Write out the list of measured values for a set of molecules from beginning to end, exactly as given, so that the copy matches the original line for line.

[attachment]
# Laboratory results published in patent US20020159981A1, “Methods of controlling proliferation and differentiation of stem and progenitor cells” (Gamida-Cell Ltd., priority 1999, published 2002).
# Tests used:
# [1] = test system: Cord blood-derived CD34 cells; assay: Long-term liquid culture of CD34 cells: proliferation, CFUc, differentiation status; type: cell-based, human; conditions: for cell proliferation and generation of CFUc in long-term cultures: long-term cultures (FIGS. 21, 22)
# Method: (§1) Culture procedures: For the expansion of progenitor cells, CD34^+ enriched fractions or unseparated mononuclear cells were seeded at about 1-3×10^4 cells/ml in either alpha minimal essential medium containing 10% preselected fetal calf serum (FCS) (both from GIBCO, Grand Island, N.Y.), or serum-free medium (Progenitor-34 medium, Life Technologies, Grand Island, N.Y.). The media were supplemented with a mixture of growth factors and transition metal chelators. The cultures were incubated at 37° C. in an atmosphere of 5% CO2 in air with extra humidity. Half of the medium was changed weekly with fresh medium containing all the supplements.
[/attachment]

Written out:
# Laboratory results published in patent US20020159981A1, “Methods of controlling proliferation and differentiation of stem and progenitor cells” (Gamida-Cell Ltd., priority 1999, published 2002).
# Tests used:
# [1] = test system: Cord blood-derived CD34 cells; assay: Long-term liquid culture of CD34 cells: proliferation, CFUc, differentiation status; type: cell-based, human; conditions: for cell proliferation and generation of CFUc in long-term cultures: long-term cultures (FIGS. 21, 22)
# Method: (§1) Culture procedures: For the expansion of progenitor cells, CD34^+ enriched fractions or unseparated mononuclear cells were seeded at about 1-3×10^4 cells/ml in either alpha minimal essential medium containing 10% preselected fetal calf serum (FCS) (both from GIBCO, Grand Island, N.Y.), or serum-free medium (Progenitor-34 medium, Life Technologies, Grand Island, N.Y.). The media were supplemented with a mixture of growth factors and transition metal chelators. The cultures were incubated at 37° C. in an atmosphere of 5% CO2 in air with extra humidity. Half of the medium was changed weekly with fresh medium containing all the supplements.